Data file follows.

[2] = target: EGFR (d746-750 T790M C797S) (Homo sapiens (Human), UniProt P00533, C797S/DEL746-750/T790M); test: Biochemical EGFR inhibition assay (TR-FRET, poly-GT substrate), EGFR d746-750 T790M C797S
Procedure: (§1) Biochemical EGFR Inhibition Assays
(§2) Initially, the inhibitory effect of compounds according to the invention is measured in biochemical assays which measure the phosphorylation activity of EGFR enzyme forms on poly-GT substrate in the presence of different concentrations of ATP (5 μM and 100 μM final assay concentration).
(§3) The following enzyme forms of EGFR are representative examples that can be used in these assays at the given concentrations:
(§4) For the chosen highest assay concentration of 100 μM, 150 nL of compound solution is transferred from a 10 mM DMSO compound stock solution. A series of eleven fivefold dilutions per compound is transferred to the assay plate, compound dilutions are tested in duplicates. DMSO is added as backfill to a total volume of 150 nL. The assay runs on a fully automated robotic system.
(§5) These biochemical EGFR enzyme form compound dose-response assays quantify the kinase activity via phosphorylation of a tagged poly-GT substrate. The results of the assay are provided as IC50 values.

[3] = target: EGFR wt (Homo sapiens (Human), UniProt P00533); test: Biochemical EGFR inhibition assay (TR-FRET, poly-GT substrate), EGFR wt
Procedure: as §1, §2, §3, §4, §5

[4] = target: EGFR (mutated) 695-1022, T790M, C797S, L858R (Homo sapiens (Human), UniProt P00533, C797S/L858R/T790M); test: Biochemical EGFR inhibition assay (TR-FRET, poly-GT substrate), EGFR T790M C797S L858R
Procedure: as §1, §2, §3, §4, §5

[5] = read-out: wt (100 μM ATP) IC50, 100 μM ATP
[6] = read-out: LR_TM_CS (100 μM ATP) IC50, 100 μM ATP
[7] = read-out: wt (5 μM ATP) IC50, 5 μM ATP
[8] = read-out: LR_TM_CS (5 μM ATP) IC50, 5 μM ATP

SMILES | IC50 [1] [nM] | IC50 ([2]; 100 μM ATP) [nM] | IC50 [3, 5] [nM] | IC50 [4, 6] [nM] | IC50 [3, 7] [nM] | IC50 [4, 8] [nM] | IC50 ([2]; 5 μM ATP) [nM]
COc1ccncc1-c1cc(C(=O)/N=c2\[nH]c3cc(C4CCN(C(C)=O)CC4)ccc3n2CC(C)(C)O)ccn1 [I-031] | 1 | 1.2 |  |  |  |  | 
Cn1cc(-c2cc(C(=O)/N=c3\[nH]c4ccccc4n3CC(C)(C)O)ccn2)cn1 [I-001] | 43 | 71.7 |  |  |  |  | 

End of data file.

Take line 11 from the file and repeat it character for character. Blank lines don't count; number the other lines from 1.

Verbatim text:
[5] = read-out: wt (100 μM ATP) IC50, 100 μM ATP